We have been hearing the term “microservices” for the last few years and it has become a buzzword in the field of software architecture design. If you ask software architects that what type of architecture they are working on, most of them will say microservices architecture. The word microservices has become a status symbol for many of the architects. Every architect wants to design their application using microservices without even assessing whether they should use microservices or not. Since microservices architecture is the latest trend, the technology heads and CTOs also want their applications designed using microservices.
Microservices Architecture is broadly termed as a way of designing the software application as a collection of independently deployable services. Though there is no fixed definition of Microservices Architecture but it has characteristics like decentralized control, independently scalable and maintainable, automated deployment, intelligence at the lowest level, easy to enhance. With the advancements in the cloud technologies implementing Microservices has become much easier.
Now the big question comes, whether you should go with Microservices or not?
The answer is, it depends on multiple factors, out of which Domain Complexity, Usage Volume are two most important factors. If usage volume is high i.e. Internet scale and Domain complexity is less then microservices are highly recommended. Similarly, if usage volume is less i.e. enterprise scale and domain complexity is high, going with Modular Monolithic approach makes more sense. These two cases are very much clear but what about the other two cases where usage volume is low and domain complexity is low or usage volume is high and domain complexity is high? In my opinion, we will give the preference to usage volume and will go for microservices if usage volume is above a certain threshold. If we take the example of Netflix where performance takes precedence over all other factors and microservices is inevitable. If you are building a multi-tenant system, which is an Enterprise application but provides as SaaS, having a mix of microservices and modular monolith makes sense.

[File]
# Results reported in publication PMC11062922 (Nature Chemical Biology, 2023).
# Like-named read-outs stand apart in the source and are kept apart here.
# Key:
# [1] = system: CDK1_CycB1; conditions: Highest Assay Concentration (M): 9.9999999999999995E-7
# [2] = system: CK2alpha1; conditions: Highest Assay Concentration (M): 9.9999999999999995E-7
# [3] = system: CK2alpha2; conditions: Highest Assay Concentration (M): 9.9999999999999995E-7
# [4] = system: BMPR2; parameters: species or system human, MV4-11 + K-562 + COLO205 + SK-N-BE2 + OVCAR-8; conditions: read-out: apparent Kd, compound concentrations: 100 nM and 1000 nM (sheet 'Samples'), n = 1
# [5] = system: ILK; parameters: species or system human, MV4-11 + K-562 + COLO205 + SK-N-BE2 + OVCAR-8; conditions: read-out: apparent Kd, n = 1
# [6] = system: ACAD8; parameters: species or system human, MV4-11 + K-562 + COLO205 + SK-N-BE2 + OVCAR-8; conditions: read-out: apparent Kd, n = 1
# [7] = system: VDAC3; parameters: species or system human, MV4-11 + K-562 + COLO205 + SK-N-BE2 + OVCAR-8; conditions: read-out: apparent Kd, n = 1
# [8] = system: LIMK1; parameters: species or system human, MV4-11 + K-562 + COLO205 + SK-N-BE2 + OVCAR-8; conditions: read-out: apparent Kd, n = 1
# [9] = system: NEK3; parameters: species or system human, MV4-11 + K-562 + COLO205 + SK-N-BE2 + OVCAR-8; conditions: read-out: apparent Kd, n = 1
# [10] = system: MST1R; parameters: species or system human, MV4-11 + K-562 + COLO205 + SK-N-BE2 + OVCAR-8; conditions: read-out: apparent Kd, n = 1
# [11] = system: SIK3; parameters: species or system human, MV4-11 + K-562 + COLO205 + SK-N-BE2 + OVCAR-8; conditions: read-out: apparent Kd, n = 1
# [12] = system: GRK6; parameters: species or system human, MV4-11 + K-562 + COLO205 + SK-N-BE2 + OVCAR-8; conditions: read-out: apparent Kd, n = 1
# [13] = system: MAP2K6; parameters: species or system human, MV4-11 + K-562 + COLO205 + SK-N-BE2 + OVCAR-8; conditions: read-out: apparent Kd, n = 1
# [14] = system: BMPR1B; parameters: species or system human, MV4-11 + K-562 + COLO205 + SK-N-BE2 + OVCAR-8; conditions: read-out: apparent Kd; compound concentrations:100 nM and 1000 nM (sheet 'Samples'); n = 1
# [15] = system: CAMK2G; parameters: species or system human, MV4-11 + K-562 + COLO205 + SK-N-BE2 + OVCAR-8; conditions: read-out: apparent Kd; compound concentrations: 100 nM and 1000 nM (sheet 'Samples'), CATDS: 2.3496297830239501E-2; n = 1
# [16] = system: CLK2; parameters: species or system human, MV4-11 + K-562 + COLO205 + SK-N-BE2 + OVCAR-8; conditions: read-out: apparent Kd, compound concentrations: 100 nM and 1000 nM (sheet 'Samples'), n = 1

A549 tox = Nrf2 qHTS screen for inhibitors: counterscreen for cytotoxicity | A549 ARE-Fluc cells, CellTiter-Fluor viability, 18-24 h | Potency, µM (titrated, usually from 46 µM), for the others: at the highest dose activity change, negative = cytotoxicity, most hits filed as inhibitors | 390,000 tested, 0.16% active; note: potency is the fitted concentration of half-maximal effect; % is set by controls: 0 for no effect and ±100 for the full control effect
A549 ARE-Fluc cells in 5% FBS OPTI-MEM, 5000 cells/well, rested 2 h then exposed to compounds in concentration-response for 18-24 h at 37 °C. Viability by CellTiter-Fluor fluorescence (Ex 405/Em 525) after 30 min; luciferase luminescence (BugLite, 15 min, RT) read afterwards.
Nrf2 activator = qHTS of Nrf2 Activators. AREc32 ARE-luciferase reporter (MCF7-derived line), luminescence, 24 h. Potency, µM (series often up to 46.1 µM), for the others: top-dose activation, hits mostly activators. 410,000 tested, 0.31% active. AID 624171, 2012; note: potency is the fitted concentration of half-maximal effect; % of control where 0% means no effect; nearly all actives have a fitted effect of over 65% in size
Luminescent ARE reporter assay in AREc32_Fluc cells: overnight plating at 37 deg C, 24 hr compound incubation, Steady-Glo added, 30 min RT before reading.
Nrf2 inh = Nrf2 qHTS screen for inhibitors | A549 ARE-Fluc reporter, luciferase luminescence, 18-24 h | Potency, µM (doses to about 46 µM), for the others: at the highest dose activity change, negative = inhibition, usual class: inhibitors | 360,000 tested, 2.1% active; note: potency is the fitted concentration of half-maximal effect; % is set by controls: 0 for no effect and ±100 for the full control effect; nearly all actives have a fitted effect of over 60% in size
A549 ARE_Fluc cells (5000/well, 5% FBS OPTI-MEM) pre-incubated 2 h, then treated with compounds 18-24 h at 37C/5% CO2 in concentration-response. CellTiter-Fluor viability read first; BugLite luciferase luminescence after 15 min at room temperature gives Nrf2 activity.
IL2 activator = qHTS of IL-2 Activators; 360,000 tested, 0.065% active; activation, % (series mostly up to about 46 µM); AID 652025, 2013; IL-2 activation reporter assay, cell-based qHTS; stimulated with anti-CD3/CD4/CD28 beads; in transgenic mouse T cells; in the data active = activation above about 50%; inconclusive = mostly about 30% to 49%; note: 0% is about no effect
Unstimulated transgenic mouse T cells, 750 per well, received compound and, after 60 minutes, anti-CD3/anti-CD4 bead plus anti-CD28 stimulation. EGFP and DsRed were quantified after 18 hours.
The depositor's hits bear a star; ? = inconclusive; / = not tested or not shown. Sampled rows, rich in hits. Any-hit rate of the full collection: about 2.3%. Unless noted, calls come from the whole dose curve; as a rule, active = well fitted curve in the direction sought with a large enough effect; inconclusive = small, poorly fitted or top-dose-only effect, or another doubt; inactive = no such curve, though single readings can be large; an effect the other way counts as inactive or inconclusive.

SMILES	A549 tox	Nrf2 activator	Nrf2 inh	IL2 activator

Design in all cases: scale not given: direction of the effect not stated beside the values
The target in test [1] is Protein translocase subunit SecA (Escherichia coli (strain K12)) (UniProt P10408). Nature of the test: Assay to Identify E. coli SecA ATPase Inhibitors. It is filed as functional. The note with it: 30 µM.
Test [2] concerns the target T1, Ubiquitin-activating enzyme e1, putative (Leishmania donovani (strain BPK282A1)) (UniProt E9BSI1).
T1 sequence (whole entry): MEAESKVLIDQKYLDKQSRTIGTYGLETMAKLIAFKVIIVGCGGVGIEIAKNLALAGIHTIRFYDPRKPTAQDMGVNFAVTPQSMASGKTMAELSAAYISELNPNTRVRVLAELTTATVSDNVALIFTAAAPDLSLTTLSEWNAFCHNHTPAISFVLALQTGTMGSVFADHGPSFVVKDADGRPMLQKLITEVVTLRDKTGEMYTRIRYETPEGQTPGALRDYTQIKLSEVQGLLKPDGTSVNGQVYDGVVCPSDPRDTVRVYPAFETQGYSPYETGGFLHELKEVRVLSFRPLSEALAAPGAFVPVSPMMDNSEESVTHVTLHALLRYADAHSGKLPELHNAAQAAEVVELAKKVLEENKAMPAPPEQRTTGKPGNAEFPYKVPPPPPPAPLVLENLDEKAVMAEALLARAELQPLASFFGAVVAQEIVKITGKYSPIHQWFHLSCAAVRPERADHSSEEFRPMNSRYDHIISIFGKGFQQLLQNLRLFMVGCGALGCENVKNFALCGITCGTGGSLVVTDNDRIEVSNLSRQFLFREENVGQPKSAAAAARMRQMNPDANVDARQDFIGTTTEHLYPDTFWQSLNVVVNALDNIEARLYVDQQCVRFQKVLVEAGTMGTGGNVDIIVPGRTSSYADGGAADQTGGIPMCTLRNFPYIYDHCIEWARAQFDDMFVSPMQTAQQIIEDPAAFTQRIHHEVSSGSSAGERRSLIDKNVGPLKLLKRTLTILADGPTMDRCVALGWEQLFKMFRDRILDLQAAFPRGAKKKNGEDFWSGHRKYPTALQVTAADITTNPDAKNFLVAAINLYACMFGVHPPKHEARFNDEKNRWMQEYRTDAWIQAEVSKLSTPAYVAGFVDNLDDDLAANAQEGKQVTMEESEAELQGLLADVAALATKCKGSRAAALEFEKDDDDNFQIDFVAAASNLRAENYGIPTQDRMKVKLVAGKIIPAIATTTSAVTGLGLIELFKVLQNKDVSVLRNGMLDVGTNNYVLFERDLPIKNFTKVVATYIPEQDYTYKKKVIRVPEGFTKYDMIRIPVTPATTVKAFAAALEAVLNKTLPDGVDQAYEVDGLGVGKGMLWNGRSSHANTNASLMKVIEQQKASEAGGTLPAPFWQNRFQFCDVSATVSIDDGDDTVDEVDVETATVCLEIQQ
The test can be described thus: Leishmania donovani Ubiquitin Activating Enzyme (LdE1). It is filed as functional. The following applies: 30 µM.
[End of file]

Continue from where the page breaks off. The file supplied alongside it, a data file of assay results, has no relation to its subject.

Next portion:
Another factor that comes in to play is the ability to find out the module/domain boundaries and separating them from each other for loose coupling. Many people ask what should be the size of a microservice in terms of lines of code or effort to be needed to code them or number of tables in the database of a microservice? Once again the answer to this question is also not concrete as it depends on how much you are able to separate the domain models from each other so that they can run as separate services independently. No system can be designed with infinite scalability. You need to follow an evolutionary vision for the architecture, where the system is allowing changes needed in future. For example, you can start with the monolithic modular approach with clearly separated module boundaries, respecting bounded contexts and using domain driven design. After some time when you are able to put all the components in the right place, start converting modules into microservices and once done you can identify certain modules that can be split to more fine-grained microservices. You can follow the single responsibility principle, which says “Gather things together those change for the same reason and separate things that change for different reasons.” Beware to split the system into many microservices as it might increase the chattiness between the application services and hence will introduce latency in the service response. It is always a problem of choosing millions of ants approach VS single elephant approach. I have personally seen some enterprises that followed microservices approach to develop their application and now they are not able to debug why the application is performing poorly. After a thorough audit, it was found that they have implemented excessive chattiness between the APIs and were lacking dependency governance between APIs. Therefore be careful about the granularity of the microservices and finding the right granularity is possible with the evolutionary vision only.
Another complaint I hear from enterprises that have created their applications in the microservices style is they are spending a lot of money on cloud infrastructure because of deployment of every microservice on separate instances. Since every microservice needs its own high availability the number of instances required increases accordingly. Now to bring down the cost of infrastructure they started deploying multiple services on one instance, which once again became difficult to manage in terms of monitoring, debugging, and finding bottlenecks. This can be handled using the DevOps practice. It is a fact that economics plays a very big role in development, operation, and maintenance of any application. You need to do your cost-benefit analysis and then decide your approach.
This article was published in the October 2017 Elite Issue of CIO Review India Magazine (Pg 134).